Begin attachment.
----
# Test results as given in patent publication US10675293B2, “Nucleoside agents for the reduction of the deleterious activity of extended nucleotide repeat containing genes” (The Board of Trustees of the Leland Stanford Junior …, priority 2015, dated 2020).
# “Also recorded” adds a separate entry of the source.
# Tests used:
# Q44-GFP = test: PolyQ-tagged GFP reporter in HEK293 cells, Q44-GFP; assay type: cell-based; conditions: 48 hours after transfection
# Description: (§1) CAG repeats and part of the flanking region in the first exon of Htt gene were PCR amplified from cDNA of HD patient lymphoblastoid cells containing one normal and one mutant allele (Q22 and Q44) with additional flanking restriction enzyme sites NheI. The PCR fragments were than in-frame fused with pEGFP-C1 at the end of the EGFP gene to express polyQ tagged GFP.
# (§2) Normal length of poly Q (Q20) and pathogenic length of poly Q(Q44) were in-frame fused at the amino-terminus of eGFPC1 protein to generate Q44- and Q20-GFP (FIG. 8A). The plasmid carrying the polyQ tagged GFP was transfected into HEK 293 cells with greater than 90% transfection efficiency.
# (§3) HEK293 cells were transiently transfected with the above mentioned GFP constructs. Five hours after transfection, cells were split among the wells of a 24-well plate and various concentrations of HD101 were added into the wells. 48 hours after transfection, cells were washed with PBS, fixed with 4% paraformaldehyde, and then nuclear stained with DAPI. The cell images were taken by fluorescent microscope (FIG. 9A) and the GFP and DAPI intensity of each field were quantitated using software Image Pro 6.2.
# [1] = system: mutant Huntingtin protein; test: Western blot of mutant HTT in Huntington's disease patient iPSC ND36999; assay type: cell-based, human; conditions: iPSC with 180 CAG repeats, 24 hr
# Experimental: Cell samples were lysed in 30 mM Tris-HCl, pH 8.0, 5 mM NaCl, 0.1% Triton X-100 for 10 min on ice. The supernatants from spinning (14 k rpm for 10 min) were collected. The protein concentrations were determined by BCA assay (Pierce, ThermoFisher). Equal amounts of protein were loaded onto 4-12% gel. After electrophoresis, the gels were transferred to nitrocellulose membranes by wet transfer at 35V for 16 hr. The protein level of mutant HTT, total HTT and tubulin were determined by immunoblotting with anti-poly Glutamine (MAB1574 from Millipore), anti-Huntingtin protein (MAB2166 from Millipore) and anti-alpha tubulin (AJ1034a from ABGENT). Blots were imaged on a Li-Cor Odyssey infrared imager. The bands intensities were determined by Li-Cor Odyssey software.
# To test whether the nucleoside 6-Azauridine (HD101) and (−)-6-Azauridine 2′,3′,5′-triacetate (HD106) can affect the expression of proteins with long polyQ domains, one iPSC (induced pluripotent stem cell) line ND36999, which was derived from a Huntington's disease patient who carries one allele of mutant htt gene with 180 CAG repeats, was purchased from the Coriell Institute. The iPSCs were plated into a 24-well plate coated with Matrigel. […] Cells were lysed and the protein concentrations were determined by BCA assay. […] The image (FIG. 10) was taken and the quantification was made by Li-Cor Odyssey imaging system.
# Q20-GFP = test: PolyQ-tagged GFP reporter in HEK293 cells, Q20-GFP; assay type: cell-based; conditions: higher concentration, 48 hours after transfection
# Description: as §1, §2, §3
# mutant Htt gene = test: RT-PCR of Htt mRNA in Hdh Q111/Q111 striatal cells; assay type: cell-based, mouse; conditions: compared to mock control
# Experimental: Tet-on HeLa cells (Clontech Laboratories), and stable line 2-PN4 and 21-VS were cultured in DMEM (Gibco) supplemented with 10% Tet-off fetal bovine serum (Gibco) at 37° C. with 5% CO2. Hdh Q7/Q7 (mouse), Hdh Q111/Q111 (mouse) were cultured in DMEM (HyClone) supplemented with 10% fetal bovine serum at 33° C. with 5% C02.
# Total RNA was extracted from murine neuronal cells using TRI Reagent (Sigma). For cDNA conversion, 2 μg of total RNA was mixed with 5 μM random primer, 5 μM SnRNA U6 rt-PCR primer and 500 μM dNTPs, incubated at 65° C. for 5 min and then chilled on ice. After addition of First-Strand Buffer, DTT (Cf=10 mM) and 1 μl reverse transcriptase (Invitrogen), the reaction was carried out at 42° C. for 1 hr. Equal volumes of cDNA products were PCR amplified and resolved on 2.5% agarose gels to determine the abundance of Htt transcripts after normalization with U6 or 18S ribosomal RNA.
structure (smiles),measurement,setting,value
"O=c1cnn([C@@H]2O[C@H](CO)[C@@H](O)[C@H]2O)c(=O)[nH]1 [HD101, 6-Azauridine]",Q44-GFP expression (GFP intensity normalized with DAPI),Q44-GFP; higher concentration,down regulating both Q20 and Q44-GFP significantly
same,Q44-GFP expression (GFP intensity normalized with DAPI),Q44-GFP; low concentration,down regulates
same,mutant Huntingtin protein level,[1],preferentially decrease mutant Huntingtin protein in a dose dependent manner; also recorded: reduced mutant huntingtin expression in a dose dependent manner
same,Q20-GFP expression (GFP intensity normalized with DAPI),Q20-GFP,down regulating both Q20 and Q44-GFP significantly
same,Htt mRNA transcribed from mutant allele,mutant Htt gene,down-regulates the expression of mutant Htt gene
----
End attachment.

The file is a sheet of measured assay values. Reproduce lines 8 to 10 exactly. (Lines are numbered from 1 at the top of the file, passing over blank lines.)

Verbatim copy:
# [1] = system: mutant Huntingtin protein; test: Western blot of mutant HTT in Huntington's disease patient iPSC ND36999; assay type: cell-based, human; conditions: iPSC with 180 CAG repeats, 24 hr
# Experimental: Cell samples were lysed in 30 mM Tris-HCl, pH 8.0, 5 mM NaCl, 0.1% Triton X-100 for 10 min on ice. The supernatants from spinning (14 k rpm for 10 min) were collected. The protein concentrations were determined by BCA assay (Pierce, ThermoFisher). Equal amounts of protein were loaded onto 4-12% gel. After electrophoresis, the gels were transferred to nitrocellulose membranes by wet transfer at 35V for 16 hr. The protein level of mutant HTT, total HTT and tubulin were determined by immunoblotting with anti-poly Glutamine (MAB1574 from Millipore), anti-Huntingtin protein (MAB2166 from Millipore) and anti-alpha tubulin (AJ1034a from ABGENT). Blots were imaged on a Li-Cor Odyssey infrared imager. The bands intensities were determined by Li-Cor Odyssey software.
# To test whether the nucleoside 6-Azauridine (HD101) and (−)-6-Azauridine 2′,3′,5′-triacetate (HD106) can affect the expression of proteins with long polyQ domains, one iPSC (induced pluripotent stem cell) line ND36999, which was derived from a Huntington's disease patient who carries one allele of mutant htt gene with 180 CAG repeats, was purchased from the Coriell Institute. The iPSCs were plated into a 24-well plate coated with Matrigel. […] Cells were lysed and the protein concentrations were determined by BCA assay. […] The image (FIG. 10) was taken and the quantification was made by Li-Cor Odyssey imaging system.